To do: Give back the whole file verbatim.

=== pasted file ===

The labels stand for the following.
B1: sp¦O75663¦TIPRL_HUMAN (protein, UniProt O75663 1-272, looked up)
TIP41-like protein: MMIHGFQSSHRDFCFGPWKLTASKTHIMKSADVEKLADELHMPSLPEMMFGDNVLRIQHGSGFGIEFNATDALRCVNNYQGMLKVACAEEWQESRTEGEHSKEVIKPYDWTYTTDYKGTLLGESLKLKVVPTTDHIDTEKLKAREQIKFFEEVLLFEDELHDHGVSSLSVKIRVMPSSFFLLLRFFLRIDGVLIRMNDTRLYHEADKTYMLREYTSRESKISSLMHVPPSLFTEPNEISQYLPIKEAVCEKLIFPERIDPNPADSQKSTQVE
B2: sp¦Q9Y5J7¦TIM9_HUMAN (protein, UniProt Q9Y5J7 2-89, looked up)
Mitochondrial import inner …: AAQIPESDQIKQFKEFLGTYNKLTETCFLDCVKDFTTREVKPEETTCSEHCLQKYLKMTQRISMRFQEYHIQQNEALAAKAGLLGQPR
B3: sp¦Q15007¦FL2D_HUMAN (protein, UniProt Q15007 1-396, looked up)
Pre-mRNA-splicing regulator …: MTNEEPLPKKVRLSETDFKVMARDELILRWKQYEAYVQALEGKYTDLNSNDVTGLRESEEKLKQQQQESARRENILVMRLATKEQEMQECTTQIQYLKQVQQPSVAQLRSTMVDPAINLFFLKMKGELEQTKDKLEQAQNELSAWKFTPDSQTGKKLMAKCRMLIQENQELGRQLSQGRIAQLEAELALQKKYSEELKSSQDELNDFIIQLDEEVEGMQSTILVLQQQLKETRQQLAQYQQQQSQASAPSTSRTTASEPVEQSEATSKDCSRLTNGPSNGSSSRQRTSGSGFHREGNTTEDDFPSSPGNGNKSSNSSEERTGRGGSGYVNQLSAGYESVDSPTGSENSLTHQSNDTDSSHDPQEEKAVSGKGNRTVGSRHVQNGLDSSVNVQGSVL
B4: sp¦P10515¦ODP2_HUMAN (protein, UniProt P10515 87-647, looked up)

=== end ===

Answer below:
The labels stand for the following.
B1: sp¦O75663¦TIPRL_HUMAN (protein, UniProt O75663 1-272, looked up)
TIP41-like protein: MMIHGFQSSHRDFCFGPWKLTASKTHIMKSADVEKLADELHMPSLPEMMFGDNVLRIQHGSGFGIEFNATDALRCVNNYQGMLKVACAEEWQESRTEGEHSKEVIKPYDWTYTTDYKGTLLGESLKLKVVPTTDHIDTEKLKAREQIKFFEEVLLFEDELHDHGVSSLSVKIRVMPSSFFLLLRFFLRIDGVLIRMNDTRLYHEADKTYMLREYTSRESKISSLMHVPPSLFTEPNEISQYLPIKEAVCEKLIFPERIDPNPADSQKSTQVE
B2: sp¦Q9Y5J7¦TIM9_HUMAN (protein, UniProt Q9Y5J7 2-89, looked up)
Mitochondrial import inner …: AAQIPESDQIKQFKEFLGTYNKLTETCFLDCVKDFTTREVKPEETTCSEHCLQKYLKMTQRISMRFQEYHIQQNEALAAKAGLLGQPR
B3: sp¦Q15007¦FL2D_HUMAN (protein, UniProt Q15007 1-396, looked up)
Pre-mRNA-splicing regulator …: MTNEEPLPKKVRLSETDFKVMARDELILRWKQYEAYVQALEGKYTDLNSNDVTGLRESEEKLKQQQQESARRENILVMRLATKEQEMQECTTQIQYLKQVQQPSVAQLRSTMVDPAINLFFLKMKGELEQTKDKLEQAQNELSAWKFTPDSQTGKKLMAKCRMLIQENQELGRQLSQGRIAQLEAELALQKKYSEELKSSQDELNDFIIQLDEEVEGMQSTILVLQQQLKETRQQLAQYQQQQSQASAPSTSRTTASEPVEQSEATSKDCSRLTNGPSNGSSSRQRTSGSGFHREGNTTEDDFPSSPGNGNKSSNSSEERTGRGGSGYVNQLSAGYESVDSPTGSENSLTHQSNDTDSSHDPQEEKAVSGKGNRTVGSRHVQNGLDSSVNVQGSVL
B4: sp¦P10515¦ODP2_HUMAN (protein, UniProt P10515 87-647, looked up)